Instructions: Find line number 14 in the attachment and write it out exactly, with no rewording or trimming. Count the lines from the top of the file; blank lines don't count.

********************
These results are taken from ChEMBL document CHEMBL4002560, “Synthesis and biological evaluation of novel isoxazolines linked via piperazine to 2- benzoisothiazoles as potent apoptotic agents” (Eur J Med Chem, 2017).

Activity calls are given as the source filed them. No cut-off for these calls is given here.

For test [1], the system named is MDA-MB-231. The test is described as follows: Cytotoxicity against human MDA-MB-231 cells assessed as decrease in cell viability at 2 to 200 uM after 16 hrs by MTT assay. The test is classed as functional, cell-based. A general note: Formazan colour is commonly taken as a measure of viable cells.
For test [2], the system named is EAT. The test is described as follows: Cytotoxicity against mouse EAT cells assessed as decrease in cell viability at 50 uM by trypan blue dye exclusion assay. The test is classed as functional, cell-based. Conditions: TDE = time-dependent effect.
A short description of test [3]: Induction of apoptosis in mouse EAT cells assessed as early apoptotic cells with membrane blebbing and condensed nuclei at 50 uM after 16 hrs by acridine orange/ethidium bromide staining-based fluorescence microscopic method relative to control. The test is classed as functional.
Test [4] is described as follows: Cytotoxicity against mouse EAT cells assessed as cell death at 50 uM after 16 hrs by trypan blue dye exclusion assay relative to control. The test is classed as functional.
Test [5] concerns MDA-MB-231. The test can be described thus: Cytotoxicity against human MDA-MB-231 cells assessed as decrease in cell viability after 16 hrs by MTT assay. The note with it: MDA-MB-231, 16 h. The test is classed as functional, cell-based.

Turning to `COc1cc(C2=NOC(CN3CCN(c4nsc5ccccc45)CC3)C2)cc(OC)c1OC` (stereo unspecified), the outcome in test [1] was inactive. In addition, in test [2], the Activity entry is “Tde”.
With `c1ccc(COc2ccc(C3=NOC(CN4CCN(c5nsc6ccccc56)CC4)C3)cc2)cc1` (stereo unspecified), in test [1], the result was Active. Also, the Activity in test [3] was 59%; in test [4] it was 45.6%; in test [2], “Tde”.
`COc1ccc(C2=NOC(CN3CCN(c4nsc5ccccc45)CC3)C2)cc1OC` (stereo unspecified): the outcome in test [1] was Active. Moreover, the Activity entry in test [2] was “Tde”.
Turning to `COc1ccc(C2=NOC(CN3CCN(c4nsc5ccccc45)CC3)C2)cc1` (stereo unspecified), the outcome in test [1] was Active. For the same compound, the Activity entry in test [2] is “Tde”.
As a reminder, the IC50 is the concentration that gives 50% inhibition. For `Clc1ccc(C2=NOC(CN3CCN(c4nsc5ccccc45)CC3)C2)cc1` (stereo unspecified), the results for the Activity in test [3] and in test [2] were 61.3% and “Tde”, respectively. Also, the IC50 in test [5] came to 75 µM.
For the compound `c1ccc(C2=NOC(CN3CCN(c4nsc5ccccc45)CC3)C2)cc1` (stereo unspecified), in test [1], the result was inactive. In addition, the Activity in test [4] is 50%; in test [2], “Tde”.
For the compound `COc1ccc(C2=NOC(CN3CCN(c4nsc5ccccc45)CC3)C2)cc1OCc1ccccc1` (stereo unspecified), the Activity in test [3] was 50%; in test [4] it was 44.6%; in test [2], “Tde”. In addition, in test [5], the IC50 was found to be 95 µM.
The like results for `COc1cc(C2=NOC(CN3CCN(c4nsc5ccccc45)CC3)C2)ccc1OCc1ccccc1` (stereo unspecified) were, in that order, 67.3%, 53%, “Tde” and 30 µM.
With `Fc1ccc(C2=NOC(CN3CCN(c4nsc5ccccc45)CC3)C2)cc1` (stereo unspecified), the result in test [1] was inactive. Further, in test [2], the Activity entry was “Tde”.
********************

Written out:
For the compound `COc1ccc(C2=NOC(CN3CCN(c4nsc5ccccc45)CC3)C2)cc1OCc1ccccc1` (stereo unspecified), the Activity in test [3] was 50%; in test [4] it was 44.6%; in test [2], “Tde”. In addition, in test [5], the IC50 was found to be 95 µM.